|||... many words to describe what seems to be an extremely light and speedy, repeated and alternated touch upon the canvas in Van Heyl's painting, probably one of the only definite stylistic signatures of this particular body of work. And what becomes the dialectic of "durée" and "longueur" is also very much explored in her series of works on paper - mostly black on white and displayed in this case as a tightly knitted grid along a large wall. What is there to say about this series, except that it's a delightful exploration? - almost a typology - of painterly effects studded with imagery, and unexpectedly, prints and photography collaged and used as material. I am trying to remember why the word "delightful" is such an avoided term in our current art-lingo. Maybe it's due to a bourgeois appropriation of the word, or maybe it was once over-used, or perhaps its association to the picturesque or the naïve render it indigestible to a certain group of people. But if delight is what celebration is to social obligation, what the mischievous is to cynicism, or sincerity to strategy; in the case of this series of works on paper, it would describe a disregard towards the strict format of a page, a salute to the pictorial nature of gestures and splashes, a free and yet measured hand from which suddenly emerges, for example, a group of running stags. Or their ghosts. And I did get a shiver of a synaesthetic experience, when the sound of the stags' hoofs and their shadow, probably through association with the visual noise escaping the grid, followed me out of the gallery.|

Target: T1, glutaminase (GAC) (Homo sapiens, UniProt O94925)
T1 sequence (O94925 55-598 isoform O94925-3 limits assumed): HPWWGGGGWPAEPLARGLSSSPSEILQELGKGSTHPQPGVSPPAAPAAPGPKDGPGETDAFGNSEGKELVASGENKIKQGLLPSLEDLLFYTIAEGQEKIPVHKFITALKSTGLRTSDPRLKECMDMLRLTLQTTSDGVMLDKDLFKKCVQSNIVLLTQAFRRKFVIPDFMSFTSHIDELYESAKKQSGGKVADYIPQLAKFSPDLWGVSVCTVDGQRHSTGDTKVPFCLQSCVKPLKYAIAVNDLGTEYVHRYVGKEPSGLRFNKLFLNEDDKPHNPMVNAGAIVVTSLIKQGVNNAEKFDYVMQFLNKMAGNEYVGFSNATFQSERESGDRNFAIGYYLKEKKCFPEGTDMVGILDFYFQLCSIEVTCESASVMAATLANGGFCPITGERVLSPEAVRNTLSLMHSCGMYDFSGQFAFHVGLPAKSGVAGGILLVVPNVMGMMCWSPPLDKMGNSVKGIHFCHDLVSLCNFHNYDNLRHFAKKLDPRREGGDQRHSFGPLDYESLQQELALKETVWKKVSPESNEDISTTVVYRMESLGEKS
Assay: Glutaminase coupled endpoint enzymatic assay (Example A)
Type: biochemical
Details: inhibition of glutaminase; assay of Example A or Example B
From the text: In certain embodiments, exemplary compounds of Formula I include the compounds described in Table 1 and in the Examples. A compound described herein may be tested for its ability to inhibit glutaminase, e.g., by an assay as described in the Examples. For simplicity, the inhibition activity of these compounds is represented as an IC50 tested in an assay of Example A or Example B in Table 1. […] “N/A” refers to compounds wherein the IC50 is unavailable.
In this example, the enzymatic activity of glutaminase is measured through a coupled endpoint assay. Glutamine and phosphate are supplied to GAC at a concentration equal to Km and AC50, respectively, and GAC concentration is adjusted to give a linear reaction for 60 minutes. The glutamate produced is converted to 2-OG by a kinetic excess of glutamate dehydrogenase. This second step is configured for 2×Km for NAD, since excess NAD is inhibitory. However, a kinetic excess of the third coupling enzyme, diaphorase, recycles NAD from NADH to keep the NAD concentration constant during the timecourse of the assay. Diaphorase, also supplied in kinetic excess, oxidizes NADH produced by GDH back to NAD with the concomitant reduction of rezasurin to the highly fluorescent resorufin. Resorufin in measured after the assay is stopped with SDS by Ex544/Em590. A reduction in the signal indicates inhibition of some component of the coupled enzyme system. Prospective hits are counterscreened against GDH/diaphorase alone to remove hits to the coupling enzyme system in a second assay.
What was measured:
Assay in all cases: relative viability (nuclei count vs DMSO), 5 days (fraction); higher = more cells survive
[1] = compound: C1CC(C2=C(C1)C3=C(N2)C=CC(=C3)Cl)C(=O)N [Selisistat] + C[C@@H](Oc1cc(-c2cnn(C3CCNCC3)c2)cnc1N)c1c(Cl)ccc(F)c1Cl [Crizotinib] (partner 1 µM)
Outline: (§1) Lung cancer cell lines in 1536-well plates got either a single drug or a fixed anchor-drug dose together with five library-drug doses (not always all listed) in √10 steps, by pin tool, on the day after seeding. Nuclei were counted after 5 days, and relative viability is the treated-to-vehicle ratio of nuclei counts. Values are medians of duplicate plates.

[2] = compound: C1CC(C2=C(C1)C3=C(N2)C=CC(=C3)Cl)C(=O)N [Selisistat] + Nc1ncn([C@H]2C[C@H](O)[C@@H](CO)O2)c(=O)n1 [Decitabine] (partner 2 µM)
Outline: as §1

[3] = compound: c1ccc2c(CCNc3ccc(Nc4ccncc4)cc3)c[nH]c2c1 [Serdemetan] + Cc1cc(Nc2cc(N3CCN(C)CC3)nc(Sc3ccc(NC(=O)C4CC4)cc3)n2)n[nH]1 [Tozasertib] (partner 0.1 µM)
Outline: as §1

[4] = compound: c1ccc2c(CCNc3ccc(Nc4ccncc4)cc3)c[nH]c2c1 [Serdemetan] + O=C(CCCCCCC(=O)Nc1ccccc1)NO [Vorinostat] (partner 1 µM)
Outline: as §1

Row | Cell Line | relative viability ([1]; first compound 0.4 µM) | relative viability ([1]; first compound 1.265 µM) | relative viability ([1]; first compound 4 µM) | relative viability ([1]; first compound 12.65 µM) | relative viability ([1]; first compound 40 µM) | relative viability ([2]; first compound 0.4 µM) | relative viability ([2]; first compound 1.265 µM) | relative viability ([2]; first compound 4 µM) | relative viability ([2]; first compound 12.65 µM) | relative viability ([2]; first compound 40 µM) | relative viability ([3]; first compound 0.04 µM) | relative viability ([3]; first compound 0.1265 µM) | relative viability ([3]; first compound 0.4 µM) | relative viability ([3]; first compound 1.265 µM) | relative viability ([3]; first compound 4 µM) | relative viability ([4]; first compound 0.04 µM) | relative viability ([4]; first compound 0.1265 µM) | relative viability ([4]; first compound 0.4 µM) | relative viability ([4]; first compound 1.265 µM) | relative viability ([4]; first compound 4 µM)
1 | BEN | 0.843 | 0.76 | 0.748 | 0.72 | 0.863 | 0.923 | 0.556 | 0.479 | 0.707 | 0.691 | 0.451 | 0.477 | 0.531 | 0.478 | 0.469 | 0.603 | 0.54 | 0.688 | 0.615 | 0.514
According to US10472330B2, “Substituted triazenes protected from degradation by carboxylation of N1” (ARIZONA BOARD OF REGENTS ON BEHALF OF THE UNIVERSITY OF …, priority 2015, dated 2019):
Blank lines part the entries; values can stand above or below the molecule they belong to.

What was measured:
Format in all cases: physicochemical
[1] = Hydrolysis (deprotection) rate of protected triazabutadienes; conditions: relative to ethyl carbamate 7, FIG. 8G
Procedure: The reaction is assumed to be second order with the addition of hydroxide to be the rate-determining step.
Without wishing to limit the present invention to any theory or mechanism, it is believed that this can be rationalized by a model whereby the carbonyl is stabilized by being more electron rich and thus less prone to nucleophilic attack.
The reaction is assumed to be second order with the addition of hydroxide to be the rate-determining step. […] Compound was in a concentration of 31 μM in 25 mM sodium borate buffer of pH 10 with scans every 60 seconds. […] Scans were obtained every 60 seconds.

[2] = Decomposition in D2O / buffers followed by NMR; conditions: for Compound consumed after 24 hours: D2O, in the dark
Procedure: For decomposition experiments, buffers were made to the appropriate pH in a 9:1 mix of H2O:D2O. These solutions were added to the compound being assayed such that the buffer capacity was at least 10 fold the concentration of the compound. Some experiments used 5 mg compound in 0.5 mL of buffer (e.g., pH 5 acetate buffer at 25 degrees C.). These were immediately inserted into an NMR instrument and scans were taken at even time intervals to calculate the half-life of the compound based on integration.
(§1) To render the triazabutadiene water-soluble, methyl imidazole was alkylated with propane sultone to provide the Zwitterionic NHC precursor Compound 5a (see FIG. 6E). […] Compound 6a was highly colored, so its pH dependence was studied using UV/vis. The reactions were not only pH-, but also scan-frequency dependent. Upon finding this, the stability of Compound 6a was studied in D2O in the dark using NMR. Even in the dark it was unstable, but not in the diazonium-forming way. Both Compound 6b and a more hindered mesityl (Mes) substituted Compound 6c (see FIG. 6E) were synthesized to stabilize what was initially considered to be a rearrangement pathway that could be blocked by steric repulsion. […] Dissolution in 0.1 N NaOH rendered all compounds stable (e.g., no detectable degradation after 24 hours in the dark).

|||Within the context of the exhibition, there is a marked difference in treatment of the paintings and works on paper, even if the concerns overlap. In the paintings a stricter method is developed, and unlike the drawing/paintings or studies on paper, any illusionist device of perspective and representation seem almost a footnote; shade and contour the habit of a conditioned viewer. In the canvases, any residue of the convention of foreground and background seems to be engaged with more frontally, even if the two notions are deftly confused, multiplied into various simultaneous backgrounds and foregrounds, and games of "now you see it, now you don't", notable for example in "Happy End", or "Bluntschli", both of 2005. In " Dunce" and "Woman", also of the same year, foreground and background are intertwined and deconstructed by the deft applications of multiple and complex layers. Deconstructed because the non-applied layers, as in the technique of removed duct tape, commonly (and erroneously) understood as negative, is made apparent, leaving rough and raw lines along the areas of paint so that it becomes visible that even lines on canvas are made of at least two lines. Patches of color refuse to be fully contained. In areas, they merge with other colors, dissolve in smoke or disperse into pixels.|